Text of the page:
It has been a couple weeks since I sat in front of Scott Weigand , owner and sole roast master of Brave Coffee & Tea Company, but I can still remember the lovely scent of his fresh brew as well as I can remember the smell of the cup of Brave coffee I had this morning...
It was cold outside, and as the dim rays of the setting winter sun filled the space of the MOCO building, a small group of us sat close to his display table and soaked in the tantalizing aromas of his coffees.
Scott got the first notches on his coffee belt slinging brews in NYC while pursuing a career in theater management. The odd hours of rehearsals and auditions graciously lent to working in coffee shops for extra income. As both professions blossomed, as did his relationship with his now wife, a Vermont native. With the decision to raise a family in Vermont rather than in The City, Scott transitioned to working for Green Mountain Coffee in Waterbury for several years. As corporate culture finally tightened its grasp on Keurig/Green Mountain, he decided to leave began working for Brave Coffee and in a move worthy of the name, Scott ended up buying the company in 2014 and becoming his own boss.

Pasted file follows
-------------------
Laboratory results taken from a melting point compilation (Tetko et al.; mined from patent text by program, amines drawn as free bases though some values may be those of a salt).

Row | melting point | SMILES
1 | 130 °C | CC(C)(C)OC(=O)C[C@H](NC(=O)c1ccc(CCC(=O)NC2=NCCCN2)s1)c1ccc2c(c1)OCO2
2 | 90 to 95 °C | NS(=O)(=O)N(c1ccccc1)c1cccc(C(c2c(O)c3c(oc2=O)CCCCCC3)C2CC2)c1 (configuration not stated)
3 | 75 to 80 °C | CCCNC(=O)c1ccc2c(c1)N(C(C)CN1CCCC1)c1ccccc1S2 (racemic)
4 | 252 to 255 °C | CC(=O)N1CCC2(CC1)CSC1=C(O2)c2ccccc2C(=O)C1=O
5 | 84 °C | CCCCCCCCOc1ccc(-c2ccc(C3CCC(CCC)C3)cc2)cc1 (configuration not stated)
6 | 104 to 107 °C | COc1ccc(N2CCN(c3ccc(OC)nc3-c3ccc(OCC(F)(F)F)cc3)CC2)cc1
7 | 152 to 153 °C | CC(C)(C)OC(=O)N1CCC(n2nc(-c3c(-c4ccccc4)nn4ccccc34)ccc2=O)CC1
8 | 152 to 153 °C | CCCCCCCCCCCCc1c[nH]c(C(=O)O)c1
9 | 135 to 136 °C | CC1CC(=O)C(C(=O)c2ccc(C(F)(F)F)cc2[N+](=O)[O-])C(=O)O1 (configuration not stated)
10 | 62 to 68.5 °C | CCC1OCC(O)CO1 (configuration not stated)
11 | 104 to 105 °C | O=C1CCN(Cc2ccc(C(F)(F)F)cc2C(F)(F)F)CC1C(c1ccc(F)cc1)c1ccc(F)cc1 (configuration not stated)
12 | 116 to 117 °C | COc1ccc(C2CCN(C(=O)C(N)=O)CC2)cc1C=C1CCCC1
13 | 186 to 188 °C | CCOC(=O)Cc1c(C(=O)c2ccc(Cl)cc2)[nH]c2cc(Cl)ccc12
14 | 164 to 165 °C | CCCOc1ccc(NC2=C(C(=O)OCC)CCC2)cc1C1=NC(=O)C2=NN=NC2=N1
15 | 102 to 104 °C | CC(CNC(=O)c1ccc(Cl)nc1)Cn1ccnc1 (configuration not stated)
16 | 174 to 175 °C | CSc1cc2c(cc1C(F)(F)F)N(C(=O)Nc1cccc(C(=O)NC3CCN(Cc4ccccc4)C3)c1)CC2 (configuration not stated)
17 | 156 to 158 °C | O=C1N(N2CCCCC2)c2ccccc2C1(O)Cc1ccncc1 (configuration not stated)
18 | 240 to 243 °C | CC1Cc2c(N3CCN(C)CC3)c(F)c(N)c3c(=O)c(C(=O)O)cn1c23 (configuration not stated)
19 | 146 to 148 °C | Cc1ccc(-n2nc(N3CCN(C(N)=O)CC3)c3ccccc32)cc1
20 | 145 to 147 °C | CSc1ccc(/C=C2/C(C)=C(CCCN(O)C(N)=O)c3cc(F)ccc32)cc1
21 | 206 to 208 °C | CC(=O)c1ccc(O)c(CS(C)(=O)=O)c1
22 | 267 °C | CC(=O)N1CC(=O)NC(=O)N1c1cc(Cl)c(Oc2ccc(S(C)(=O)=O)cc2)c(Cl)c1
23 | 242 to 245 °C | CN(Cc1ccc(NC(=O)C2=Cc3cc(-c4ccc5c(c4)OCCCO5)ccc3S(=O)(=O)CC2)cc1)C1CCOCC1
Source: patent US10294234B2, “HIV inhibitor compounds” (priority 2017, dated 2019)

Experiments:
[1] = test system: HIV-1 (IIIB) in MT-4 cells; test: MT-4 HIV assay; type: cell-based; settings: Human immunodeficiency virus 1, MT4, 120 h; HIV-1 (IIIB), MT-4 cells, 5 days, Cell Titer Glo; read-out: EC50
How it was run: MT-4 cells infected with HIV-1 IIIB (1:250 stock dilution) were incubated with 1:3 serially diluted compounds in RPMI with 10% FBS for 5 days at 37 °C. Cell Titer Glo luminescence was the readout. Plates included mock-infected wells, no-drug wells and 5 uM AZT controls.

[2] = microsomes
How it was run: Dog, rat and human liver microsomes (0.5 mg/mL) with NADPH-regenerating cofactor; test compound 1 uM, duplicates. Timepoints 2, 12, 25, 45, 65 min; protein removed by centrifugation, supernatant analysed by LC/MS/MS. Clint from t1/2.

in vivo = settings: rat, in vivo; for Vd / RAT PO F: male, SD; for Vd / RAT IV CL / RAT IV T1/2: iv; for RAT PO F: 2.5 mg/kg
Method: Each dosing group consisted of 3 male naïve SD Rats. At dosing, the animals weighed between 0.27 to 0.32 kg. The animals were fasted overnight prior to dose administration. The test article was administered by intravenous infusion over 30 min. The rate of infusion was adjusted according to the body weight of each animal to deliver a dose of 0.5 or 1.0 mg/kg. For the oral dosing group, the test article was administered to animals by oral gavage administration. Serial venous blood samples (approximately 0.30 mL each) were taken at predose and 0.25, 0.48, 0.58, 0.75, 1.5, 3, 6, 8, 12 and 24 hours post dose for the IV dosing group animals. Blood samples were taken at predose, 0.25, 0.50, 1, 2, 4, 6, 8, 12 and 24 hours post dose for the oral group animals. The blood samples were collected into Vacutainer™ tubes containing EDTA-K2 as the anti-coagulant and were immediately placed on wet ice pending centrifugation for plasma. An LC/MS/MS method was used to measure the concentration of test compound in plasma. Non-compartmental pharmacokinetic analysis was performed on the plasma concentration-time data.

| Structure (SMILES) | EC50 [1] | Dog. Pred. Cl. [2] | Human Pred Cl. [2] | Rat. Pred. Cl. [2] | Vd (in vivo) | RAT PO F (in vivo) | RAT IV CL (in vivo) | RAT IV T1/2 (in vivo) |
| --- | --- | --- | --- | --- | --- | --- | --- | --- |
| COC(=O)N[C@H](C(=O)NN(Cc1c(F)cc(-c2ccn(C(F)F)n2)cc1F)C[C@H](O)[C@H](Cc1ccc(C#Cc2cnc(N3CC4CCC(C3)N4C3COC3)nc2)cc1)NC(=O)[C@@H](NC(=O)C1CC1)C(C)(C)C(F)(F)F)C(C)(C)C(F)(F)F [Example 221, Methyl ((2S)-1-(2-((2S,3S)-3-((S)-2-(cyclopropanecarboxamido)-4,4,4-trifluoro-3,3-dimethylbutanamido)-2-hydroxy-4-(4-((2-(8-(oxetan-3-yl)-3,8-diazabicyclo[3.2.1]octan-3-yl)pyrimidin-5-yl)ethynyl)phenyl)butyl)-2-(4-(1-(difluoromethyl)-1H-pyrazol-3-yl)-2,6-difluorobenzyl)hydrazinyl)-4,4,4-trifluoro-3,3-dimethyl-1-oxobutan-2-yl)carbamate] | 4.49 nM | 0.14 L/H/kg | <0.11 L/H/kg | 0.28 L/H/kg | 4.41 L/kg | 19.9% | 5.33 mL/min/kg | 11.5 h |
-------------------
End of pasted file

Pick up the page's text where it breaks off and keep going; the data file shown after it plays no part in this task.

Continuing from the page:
Most of the beans are certified organic and sourced from single estates on several continents. Scott intends to move to procuring solely organic beans in the near future. Brave Coffee & Tea distributes only within Vermont, but there are some loyal customers out of state that enjoy a monthly subscription.
Scott's main focus is meticulous care in roasting in order to bring out the best qualities from the different beans. His dedication and skill was demonstrated to us as he prepared several different roasts and allowed us to focus on the delicious nuances of each cup. He discussed with us the “first crack” when the beans begin to turn color and start releasing their oils and aromas and he highlighted the importance of timing after that first crack so as to achieve peak flavor. Beans vary not only in origin, but also in character, and Scott’s enjoyment in his job is matching the roasting time with the beans and letting their unique flavors do the talking.
Each roast had distinct qualities and aromas that you will find etched in a few words at the bottom of each of his bags. These descriptions not only help the consumer match their personal preferences with his roasts; they also add an olfactory search image, which can help improve the consumer’s drinking experience. At least it did for me. Scott ended the evening with exciting news of his intention to hire as second employee to help meet the growing demand for his hand roasted beans. We are fortunate to have such a skilled roaster in our community, and you don’t have to be brave to try his coffee, I assure you it is a safe bet.
(all photos generously provided by Scott Weigand of Brave Coffee Roasters!)